Today is Part 2 of the ReaderKidZ interview (Find Part 1 HERE) with our own Stephanie Greene on the release of her latest in the Sophie Hartley series: Sophie Hartley and the Facts of Life. Greene manages to keep each of the books in all of her series fresh, funny and full of heart.
In this story, Sophie’s dad runs the household while Sophie’s mom is gone. While Dad does things differently, he achieves a peace and civility at the dinner table that Mom had failed to do. Do you think family dinners together (and civil ones at that) are going the way of electric typewriters? What are your thoughts on that?
From everything I read and the people I talk to, families either never sit down at the table at the same time, or work very hard to make sure they do at least a few times a week. The whole subplot with Mrs. Hartley leaving Mr. Hartley in charge came as a surprise to me as I wrote the book. But Mrs. Hartley’s being sick-and-tired of the constant nit-picking and her children arguing was a reflection of the way my own mother felt at times, I’m sure. I do remember her telling us to “go talk to Dad!” about a subject she was sick of being nagged about. Kids usually see their mothers as more tender, easier targets than their fathers. I really enjoyed putting Mr. Hartley in charge and watching the results.
I think family meals are critically important to the job of helping children become polite, social, engaged human beings, and the fact that so many of them are left to their own devices so much of the time these days doesn’t bode well for family life in the future. How many kids actually get to eat meals their mothers cooked? How do they learn about good food, and the pleasure of sharing that? How do they learn how to be parents?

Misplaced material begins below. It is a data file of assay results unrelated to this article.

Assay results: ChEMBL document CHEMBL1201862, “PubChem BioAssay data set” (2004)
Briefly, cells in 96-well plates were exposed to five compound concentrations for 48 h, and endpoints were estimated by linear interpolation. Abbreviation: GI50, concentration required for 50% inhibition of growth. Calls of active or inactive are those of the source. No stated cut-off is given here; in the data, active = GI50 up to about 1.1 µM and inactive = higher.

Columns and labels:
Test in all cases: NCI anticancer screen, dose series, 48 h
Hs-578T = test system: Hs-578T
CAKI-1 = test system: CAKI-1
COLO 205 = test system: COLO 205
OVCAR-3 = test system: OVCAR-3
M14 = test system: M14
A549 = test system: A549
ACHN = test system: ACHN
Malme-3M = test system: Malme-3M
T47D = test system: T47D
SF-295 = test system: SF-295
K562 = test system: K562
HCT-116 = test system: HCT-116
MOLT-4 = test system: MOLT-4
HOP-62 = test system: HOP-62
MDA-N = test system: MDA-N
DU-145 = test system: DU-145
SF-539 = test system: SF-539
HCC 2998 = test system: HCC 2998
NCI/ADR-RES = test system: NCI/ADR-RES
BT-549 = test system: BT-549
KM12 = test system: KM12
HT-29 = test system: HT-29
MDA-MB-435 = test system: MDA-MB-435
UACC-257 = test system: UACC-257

14 year-old Nora’s changing moods and dramatics make a deep impact on Sophie. Sophie also is in no hurry to know “the facts of life,” or about “puberty.” I thought this was refreshing and honest. Do you think there is pressure on kids today to know more than they are ready for?
I guess I do. I was one of the reluctant ones, like Sophie. The less I knew at that age, the better. I do think that children have effective filters against information they’re not ready to receive. But there’s only so much self-protecting they can do against the onslaught of sex, drugs, and violence in the media. The people who choose the trailers for coming movies in theaters have a lot to answer for.
How long does it take you to write a book? To write this one? Where do you write?
Sometimes it takes a few months, other times, years. If I’m lucky, I get the initial rush of an emotion or idea in a flash, and then take whatever time needed to flush it out. But without that first burst of inspiration, I get nowhere.
I used to write in a tiny room off our laundry room. Now I write in a room that seconds as a guestroom. I have never had my own office. Small spaces work fine for me.
Find out more about Stephanie and her books at www.stephaniegreenebooks.com .